During the COVID-19 pandemic, nurses and doctors across the United States are being exposed to people that have contracted the coronavirus, causing many of these healthcare workers to become sickened.
In one major New York City hospital, 200 workers have become ill.
Two nurses in city hospitals have died from coronavirus complications.
The COVID-19 pandemic, which has infected more than 30,000 people in New York City, is taking a toll on those who are most needed to combat it: the doctors, nurses and other workers at hospitals and clinics. In emergency rooms and intensive care units, typically unflappable medical professionals are feeling panicked as an increasing numbers of colleagues get sick.
Doctors and nurses also fear they could be transmitting the virus to their patients, aggravating the crisis by transforming hospitals into incubators for the virus. Hospital workers in New York are now required to take their temperature every 12 hours, though many doctors and nurses fear they could contract the disease and spread it to patients even before they become symptomatic. Also, it is a challenge to know when to come back to work after being sick. All medical workers who show symptoms, even if they have not been tested, must self-quarantine for at least seven days and must be asymptomatic for three days before coming back to work.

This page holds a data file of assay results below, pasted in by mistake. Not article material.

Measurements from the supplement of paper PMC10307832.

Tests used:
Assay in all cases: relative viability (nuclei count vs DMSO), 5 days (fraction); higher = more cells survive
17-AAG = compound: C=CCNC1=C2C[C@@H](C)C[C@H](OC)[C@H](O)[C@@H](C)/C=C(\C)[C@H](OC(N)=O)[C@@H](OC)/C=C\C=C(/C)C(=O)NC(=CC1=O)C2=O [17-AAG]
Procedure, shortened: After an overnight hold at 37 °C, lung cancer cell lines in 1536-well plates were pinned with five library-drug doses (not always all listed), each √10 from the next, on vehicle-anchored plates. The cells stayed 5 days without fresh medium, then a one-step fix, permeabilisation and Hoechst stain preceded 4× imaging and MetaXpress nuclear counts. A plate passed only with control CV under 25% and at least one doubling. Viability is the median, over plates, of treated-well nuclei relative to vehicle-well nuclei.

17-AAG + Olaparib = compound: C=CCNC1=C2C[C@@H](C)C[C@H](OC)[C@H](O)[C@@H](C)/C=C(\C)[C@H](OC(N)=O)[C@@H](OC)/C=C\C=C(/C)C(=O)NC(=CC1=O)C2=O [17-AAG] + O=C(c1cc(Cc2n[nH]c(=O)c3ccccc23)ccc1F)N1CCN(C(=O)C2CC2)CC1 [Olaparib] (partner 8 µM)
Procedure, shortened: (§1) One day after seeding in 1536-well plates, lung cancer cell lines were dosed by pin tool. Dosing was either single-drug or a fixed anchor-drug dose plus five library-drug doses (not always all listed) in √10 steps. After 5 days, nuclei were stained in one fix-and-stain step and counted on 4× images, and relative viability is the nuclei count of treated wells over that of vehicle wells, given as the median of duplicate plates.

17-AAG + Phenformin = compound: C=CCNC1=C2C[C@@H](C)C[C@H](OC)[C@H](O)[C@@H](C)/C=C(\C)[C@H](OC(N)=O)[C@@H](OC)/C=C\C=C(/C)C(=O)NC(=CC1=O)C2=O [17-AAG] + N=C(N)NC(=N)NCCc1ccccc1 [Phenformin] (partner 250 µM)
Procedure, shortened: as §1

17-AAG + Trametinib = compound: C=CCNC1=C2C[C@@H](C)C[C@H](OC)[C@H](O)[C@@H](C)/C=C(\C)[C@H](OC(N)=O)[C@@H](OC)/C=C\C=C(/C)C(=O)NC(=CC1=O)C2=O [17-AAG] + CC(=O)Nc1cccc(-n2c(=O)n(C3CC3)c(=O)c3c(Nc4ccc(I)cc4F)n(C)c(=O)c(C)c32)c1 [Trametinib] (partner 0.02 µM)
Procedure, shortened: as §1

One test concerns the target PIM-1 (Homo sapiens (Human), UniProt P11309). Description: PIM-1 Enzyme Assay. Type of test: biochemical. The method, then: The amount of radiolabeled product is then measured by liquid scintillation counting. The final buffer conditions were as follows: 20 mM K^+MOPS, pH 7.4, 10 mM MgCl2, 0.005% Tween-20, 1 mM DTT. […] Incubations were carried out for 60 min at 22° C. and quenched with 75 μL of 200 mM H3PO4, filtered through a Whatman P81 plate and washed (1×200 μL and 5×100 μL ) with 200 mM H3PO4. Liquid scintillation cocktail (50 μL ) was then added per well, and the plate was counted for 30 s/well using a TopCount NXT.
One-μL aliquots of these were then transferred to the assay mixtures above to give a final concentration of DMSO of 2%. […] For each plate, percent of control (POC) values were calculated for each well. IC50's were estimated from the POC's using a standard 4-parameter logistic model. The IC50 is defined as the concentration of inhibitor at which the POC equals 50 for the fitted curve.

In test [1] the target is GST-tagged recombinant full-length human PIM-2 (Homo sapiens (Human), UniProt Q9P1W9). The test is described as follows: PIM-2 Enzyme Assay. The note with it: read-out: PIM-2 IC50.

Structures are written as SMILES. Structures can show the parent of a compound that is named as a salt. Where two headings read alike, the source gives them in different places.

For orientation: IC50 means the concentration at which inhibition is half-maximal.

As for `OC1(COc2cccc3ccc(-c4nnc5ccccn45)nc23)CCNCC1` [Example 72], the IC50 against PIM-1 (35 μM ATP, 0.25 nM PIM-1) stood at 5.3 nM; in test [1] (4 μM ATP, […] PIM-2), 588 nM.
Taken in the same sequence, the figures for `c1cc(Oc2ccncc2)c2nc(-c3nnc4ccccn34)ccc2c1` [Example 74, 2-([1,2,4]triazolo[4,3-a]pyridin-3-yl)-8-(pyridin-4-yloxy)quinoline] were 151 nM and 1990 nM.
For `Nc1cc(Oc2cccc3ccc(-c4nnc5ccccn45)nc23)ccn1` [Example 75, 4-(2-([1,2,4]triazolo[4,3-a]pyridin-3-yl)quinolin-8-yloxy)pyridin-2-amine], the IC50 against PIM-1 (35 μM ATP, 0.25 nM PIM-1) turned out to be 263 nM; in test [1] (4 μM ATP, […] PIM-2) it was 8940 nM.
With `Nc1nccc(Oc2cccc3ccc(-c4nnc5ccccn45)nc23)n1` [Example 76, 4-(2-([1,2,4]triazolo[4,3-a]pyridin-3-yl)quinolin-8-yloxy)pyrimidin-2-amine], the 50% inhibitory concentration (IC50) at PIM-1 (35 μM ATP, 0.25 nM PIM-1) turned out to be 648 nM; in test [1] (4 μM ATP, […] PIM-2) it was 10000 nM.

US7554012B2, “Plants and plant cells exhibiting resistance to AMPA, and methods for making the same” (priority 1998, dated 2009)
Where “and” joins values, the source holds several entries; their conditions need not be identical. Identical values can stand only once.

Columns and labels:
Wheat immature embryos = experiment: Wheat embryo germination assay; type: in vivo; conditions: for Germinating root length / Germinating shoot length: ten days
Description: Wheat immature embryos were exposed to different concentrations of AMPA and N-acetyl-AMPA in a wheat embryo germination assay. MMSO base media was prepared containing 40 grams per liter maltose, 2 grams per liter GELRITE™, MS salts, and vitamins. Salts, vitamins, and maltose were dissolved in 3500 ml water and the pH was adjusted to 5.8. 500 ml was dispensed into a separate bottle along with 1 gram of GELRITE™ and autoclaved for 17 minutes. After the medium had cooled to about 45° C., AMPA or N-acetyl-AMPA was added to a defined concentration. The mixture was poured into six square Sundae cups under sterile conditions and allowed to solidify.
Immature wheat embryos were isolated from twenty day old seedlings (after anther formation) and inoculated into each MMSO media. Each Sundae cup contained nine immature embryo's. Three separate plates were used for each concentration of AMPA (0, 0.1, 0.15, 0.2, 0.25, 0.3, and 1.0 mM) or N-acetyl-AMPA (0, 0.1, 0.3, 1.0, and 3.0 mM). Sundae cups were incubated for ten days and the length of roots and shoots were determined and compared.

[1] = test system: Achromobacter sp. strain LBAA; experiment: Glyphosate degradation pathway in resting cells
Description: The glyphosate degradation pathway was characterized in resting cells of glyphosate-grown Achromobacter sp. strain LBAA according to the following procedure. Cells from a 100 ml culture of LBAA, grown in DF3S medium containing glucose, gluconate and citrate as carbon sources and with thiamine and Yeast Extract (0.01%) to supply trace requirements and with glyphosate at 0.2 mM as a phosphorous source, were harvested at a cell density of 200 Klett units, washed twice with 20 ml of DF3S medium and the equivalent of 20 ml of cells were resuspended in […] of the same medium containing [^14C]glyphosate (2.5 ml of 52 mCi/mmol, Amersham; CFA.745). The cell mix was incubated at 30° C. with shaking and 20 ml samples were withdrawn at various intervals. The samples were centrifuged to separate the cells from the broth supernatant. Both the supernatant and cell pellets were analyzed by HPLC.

Being a healthcare worker is one of the most dangerous professions in the present time. The coronavirus causes great risk for nurses and doctors but even before this pandemic started, violence and assault against healthcare workers, especially nurses, was on the rise. A recent survey by the American Nurses Association concluded that 21 percent of registered nurses and nursing students reported being physically assaulted—and 50 percent have been verbally abused.
Be safe out there!